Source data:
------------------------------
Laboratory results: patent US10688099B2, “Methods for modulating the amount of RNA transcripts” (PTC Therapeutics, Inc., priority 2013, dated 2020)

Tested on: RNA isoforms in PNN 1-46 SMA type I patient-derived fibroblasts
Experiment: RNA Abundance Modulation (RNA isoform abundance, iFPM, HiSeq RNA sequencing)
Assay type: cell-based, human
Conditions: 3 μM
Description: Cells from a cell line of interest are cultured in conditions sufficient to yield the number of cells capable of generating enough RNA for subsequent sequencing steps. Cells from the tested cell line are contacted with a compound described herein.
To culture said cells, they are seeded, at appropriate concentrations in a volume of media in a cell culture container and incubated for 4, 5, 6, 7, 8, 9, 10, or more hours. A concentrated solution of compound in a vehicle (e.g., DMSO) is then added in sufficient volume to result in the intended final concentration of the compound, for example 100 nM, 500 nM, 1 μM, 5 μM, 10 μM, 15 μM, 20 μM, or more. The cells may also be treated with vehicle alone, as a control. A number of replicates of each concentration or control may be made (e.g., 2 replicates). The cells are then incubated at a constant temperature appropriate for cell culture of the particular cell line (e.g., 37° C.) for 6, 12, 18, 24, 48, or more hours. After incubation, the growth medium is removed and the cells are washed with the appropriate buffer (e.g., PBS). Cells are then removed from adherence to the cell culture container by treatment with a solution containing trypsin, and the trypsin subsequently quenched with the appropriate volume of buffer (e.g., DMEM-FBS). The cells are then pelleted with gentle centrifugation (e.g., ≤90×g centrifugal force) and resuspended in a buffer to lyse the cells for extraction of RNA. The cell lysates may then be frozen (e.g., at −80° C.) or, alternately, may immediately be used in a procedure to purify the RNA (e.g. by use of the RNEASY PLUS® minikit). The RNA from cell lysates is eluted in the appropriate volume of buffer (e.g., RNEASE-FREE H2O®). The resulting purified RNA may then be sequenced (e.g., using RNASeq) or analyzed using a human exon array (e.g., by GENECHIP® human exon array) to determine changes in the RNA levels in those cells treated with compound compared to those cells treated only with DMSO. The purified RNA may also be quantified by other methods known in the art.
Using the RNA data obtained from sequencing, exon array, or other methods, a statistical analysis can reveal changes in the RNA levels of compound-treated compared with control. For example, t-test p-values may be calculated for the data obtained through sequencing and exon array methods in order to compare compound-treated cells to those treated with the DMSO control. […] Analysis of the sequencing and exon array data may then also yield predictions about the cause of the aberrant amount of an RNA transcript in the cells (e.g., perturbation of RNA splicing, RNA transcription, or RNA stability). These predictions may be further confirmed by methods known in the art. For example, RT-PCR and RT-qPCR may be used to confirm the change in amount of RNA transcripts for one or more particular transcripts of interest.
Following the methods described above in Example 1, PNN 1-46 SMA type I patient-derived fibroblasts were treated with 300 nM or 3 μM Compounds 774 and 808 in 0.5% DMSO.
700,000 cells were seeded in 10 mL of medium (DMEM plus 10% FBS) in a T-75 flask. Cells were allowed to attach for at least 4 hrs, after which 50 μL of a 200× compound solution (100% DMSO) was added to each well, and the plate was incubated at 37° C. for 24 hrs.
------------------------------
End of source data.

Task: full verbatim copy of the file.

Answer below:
Laboratory results: patent US10688099B2, “Methods for modulating the amount of RNA transcripts” (PTC Therapeutics, Inc., priority 2013, dated 2020)

Tested on: RNA isoforms in PNN 1-46 SMA type I patient-derived fibroblasts
Experiment: RNA Abundance Modulation (RNA isoform abundance, iFPM, HiSeq RNA sequencing)
Assay type: cell-based, human
Conditions: 3 μM
Description: Cells from a cell line of interest are cultured in conditions sufficient to yield the number of cells capable of generating enough RNA for subsequent sequencing steps. Cells from the tested cell line are contacted with a compound described herein.
To culture said cells, they are seeded, at appropriate concentrations in a volume of media in a cell culture container and incubated for 4, 5, 6, 7, 8, 9, 10, or more hours. A concentrated solution of compound in a vehicle (e.g., DMSO) is then added in sufficient volume to result in the intended final concentration of the compound, for example 100 nM, 500 nM, 1 μM, 5 μM, 10 μM, 15 μM, 20 μM, or more. The cells may also be treated with vehicle alone, as a control. A number of replicates of each concentration or control may be made (e.g., 2 replicates). The cells are then incubated at a constant temperature appropriate for cell culture of the particular cell line (e.g., 37° C.) for 6, 12, 18, 24, 48, or more hours. After incubation, the growth medium is removed and the cells are washed with the appropriate buffer (e.g., PBS). Cells are then removed from adherence to the cell culture container by treatment with a solution containing trypsin, and the trypsin subsequently quenched with the appropriate volume of buffer (e.g., DMEM-FBS). The cells are then pelleted with gentle centrifugation (e.g., ≤90×g centrifugal force) and resuspended in a buffer to lyse the cells for extraction of RNA. The cell lysates may then be frozen (e.g., at −80° C.) or, alternately, may immediately be used in a procedure to purify the RNA (e.g. by use of the RNEASY PLUS® minikit). The RNA from cell lysates is eluted in the appropriate volume of buffer (e.g., RNEASE-FREE H2O®). The resulting purified RNA may then be sequenced (e.g., using RNASeq) or analyzed using a human exon array (e.g., by GENECHIP® human exon array) to determine changes in the RNA levels in those cells treated with compound compared to those cells treated only with DMSO. The purified RNA may also be quantified by other methods known in the art.
Using the RNA data obtained from sequencing, exon array, or other methods, a statistical analysis can reveal changes in the RNA levels of compound-treated compared with control. For example, t-test p-values may be calculated for the data obtained through sequencing and exon array methods in order to compare compound-treated cells to those treated with the DMSO control. […] Analysis of the sequencing and exon array data may then also yield predictions about the cause of the aberrant amount of an RNA transcript in the cells (e.g., perturbation of RNA splicing, RNA transcription, or RNA stability). These predictions may be further confirmed by methods known in the art. For example, RT-PCR and RT-qPCR may be used to confirm the change in amount of RNA transcripts for one or more particular transcripts of interest.
Following the methods described above in Example 1, PNN 1-46 SMA type I patient-derived fibroblasts were treated with 300 nM or 3 μM Compounds 774 and 808 in 0.5% DMSO.
700,000 cells were seeded in 10 mL of medium (DMEM plus 10% FBS) in a T-75 flask. Cells were allowed to attach for at least 4 hrs, after which 50 μL of a 200× compound solution (100% DMSO) was added to each well, and the plate was incubated at 37° C. for 24 hrs.